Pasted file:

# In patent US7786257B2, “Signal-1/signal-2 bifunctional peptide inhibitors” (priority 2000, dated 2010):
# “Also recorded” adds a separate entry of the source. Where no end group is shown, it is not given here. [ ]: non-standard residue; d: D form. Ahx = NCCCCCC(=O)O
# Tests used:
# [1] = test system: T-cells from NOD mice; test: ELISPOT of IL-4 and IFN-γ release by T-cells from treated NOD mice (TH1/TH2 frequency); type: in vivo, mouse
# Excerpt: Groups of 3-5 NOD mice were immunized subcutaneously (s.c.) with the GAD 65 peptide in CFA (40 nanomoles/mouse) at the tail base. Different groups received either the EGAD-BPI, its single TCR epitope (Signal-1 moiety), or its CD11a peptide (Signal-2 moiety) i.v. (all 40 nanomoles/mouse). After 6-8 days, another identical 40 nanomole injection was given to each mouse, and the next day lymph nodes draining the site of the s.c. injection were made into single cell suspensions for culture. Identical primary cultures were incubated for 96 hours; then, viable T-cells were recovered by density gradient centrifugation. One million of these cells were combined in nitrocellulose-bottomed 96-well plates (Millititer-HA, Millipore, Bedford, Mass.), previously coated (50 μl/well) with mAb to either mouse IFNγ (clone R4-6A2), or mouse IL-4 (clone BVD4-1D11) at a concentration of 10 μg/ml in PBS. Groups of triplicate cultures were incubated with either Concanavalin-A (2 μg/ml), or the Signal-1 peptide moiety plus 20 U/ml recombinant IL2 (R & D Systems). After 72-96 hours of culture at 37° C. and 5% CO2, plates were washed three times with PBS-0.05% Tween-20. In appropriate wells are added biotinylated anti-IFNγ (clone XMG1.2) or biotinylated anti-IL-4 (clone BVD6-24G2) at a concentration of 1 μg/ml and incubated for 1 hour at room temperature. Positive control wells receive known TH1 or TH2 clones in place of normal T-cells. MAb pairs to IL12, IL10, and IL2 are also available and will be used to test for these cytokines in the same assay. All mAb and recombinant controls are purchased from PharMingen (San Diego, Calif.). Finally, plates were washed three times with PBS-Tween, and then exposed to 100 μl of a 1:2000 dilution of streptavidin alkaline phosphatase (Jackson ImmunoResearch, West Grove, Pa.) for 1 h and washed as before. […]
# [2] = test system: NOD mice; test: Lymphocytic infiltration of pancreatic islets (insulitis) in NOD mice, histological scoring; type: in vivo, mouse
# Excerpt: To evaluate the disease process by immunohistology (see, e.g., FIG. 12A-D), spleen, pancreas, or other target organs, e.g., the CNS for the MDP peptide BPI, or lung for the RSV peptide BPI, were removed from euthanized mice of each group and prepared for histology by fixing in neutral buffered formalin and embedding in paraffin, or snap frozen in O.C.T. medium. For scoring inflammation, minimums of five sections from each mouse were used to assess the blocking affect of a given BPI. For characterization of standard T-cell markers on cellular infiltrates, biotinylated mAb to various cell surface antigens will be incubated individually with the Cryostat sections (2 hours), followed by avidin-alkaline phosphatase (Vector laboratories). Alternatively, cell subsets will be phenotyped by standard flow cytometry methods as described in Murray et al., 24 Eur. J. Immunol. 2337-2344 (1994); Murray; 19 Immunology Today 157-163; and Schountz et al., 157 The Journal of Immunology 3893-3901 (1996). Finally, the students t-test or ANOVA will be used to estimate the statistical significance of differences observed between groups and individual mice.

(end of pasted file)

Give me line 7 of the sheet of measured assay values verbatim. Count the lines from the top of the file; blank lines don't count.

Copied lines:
# Excerpt: To evaluate the disease process by immunohistology (see, e.g., FIG. 12A-D), spleen, pancreas, or other target organs, e.g., the CNS for the MDP peptide BPI, or lung for the RSV peptide BPI, were removed from euthanized mice of each group and prepared for histology by fixing in neutral buffered formalin and embedding in paraffin, or snap frozen in O.C.T. medium. For scoring inflammation, minimums of five sections from each mouse were used to assess the blocking affect of a given BPI. For characterization of standard T-cell markers on cellular infiltrates, biotinylated mAb to various cell surface antigens will be incubated individually with the Cryostat sections (2 hours), followed by avidin-alkaline phosphatase (Vector laboratories). Alternatively, cell subsets will be phenotyped by standard flow cytometry methods as described in Murray et al., 24 Eur. J. Immunol. 2337-2344 (1994); Murray; 19 Immunology Today 157-163; and Schountz et al., 157 The Journal of Immunology 3893-3901 (1996). Finally, the students t-test or ANOVA will be used to estimate the statistical significance of differences observed between groups and individual mice.